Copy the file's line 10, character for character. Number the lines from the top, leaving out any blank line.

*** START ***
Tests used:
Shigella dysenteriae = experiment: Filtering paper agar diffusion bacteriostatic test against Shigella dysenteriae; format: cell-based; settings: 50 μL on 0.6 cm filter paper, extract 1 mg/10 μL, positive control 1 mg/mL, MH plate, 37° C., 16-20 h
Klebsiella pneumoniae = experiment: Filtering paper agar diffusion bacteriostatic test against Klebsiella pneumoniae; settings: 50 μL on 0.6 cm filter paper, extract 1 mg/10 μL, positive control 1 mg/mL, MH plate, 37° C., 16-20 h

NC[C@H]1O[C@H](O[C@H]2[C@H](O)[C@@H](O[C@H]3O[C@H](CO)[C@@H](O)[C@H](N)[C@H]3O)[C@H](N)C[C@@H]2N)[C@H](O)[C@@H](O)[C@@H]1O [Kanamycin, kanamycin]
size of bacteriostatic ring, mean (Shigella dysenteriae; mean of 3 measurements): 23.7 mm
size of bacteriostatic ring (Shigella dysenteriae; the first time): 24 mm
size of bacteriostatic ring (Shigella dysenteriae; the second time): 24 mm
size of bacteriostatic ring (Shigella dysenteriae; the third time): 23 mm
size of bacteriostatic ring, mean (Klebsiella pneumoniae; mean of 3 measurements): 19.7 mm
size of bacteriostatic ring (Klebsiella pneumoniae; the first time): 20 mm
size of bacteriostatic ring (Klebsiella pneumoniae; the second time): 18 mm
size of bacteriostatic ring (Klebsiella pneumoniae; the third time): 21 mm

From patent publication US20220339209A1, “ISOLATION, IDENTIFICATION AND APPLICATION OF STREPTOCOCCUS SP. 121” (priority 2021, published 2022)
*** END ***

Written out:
size of bacteriostatic ring (Klebsiella pneumoniae; the first time): 20 mm